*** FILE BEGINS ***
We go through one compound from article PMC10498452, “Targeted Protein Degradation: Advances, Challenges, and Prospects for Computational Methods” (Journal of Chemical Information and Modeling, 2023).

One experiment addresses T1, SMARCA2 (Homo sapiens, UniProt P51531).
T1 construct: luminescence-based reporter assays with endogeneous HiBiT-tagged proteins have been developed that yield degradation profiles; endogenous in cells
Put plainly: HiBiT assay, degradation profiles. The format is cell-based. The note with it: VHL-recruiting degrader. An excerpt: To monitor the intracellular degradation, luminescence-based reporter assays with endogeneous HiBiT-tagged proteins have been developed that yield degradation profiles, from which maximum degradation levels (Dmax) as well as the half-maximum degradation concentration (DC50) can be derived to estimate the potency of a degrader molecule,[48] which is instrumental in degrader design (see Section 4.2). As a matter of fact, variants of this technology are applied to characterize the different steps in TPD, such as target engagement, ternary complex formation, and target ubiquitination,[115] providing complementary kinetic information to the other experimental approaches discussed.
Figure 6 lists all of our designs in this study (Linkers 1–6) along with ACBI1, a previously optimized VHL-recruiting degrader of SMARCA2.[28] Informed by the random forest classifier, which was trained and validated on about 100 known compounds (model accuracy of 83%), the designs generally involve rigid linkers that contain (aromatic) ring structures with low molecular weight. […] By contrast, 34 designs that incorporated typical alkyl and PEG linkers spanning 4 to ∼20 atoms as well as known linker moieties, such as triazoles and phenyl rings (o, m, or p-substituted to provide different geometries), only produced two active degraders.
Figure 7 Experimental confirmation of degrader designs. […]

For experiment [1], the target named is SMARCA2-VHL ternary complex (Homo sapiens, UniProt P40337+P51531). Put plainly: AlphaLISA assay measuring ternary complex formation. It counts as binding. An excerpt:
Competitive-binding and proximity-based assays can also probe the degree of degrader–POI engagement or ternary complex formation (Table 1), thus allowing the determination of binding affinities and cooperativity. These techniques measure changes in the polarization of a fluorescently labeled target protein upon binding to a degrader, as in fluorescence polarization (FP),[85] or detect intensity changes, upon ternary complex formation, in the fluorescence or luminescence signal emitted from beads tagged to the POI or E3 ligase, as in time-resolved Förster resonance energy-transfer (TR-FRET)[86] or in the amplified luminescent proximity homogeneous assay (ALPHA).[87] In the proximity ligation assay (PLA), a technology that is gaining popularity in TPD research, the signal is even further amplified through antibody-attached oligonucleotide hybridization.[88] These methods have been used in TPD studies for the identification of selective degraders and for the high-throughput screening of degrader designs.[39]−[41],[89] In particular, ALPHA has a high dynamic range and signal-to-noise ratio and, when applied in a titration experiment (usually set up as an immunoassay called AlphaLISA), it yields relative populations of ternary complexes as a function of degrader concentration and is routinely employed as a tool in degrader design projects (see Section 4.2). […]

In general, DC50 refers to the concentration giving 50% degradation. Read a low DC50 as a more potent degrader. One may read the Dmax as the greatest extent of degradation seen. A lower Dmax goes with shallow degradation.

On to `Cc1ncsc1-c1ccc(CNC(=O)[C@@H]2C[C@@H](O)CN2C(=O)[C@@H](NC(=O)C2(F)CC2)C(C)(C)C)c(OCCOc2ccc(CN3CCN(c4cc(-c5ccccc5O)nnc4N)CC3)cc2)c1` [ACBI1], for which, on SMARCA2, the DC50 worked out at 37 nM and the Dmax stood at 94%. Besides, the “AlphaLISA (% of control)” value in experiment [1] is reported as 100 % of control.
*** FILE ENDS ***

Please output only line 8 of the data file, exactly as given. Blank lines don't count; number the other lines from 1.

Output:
Competitive-binding and proximity-based assays can also probe the degree of degrader–POI engagement or ternary complex formation (Table 1), thus allowing the determination of binding affinities and cooperativity. These techniques measure changes in the polarization of a fluorescently labeled target protein upon binding to a degrader, as in fluorescence polarization (FP),[85] or detect intensity changes, upon ternary complex formation, in the fluorescence or luminescence signal emitted from beads tagged to the POI or E3 ligase, as in time-resolved Förster resonance energy-transfer (TR-FRET)[86] or in the amplified luminescent proximity homogeneous assay (ALPHA).[87] In the proximity ligation assay (PLA), a technology that is gaining popularity in TPD research, the signal is even further amplified through antibody-attached oligonucleotide hybridization.[88] These methods have been used in TPD studies for the identification of selective degraders and for the high-throughput screening of degrader designs.[39]−[41],[89] In particular, ALPHA has a high dynamic range and signal-to-noise ratio and, when applied in a titration experiment (usually set up as an immunoassay called AlphaLISA), it yields relative populations of ternary complexes as a function of degrader concentration and is routinely employed as a tool in degrader design projects (see Section 4.2). […]